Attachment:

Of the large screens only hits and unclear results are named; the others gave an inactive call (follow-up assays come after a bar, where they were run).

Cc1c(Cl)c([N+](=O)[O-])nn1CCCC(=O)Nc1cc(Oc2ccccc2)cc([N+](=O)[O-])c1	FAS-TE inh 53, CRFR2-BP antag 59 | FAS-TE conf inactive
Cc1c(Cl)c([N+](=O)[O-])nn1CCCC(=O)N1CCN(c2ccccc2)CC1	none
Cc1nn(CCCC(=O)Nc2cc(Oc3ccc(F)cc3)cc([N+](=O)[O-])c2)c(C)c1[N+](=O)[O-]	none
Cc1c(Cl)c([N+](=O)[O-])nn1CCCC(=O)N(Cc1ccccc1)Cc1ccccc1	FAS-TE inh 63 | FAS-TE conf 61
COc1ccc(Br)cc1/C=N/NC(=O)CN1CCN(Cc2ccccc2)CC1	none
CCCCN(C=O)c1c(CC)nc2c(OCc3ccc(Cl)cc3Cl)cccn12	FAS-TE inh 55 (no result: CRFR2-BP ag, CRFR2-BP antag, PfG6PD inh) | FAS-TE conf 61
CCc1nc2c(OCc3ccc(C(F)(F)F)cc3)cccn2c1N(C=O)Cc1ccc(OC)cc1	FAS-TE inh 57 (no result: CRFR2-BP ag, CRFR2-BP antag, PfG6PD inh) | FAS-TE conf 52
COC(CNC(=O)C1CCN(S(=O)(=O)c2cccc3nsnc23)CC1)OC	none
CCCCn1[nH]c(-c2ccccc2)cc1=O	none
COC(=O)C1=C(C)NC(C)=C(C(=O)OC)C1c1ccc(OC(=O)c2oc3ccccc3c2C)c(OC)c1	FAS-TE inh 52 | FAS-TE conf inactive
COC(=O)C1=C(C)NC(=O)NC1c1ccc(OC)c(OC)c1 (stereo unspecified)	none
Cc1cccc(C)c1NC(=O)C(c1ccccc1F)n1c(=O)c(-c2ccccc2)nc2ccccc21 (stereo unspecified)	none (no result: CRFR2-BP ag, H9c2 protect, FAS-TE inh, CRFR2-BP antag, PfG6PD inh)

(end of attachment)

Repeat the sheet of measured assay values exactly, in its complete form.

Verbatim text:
Of the large screens only hits and unclear results are named; the others gave an inactive call (follow-up assays come after a bar, where they were run).

Cc1c(Cl)c([N+](=O)[O-])nn1CCCC(=O)Nc1cc(Oc2ccccc2)cc([N+](=O)[O-])c1	FAS-TE inh 53, CRFR2-BP antag 59 | FAS-TE conf inactive
Cc1c(Cl)c([N+](=O)[O-])nn1CCCC(=O)N1CCN(c2ccccc2)CC1	none
Cc1nn(CCCC(=O)Nc2cc(Oc3ccc(F)cc3)cc([N+](=O)[O-])c2)c(C)c1[N+](=O)[O-]	none
Cc1c(Cl)c([N+](=O)[O-])nn1CCCC(=O)N(Cc1ccccc1)Cc1ccccc1	FAS-TE inh 63 | FAS-TE conf 61
COc1ccc(Br)cc1/C=N/NC(=O)CN1CCN(Cc2ccccc2)CC1	none
CCCCN(C=O)c1c(CC)nc2c(OCc3ccc(Cl)cc3Cl)cccn12	FAS-TE inh 55 (no result: CRFR2-BP ag, CRFR2-BP antag, PfG6PD inh) | FAS-TE conf 61
CCc1nc2c(OCc3ccc(C(F)(F)F)cc3)cccn2c1N(C=O)Cc1ccc(OC)cc1	FAS-TE inh 57 (no result: CRFR2-BP ag, CRFR2-BP antag, PfG6PD inh) | FAS-TE conf 52
COC(CNC(=O)C1CCN(S(=O)(=O)c2cccc3nsnc23)CC1)OC	none
CCCCn1[nH]c(-c2ccccc2)cc1=O	none
COC(=O)C1=C(C)NC(C)=C(C(=O)OC)C1c1ccc(OC(=O)c2oc3ccccc3c2C)c(OC)c1	FAS-TE inh 52 | FAS-TE conf inactive
COC(=O)C1=C(C)NC(=O)NC1c1ccc(OC)c(OC)c1 (stereo unspecified)	none
Cc1cccc(C)c1NC(=O)C(c1ccccc1F)n1c(=O)c(-c2ccccc2)nc2ccccc21 (stereo unspecified)	none (no result: CRFR2-BP ag, H9c2 protect, FAS-TE inh, CRFR2-BP antag, PfG6PD inh)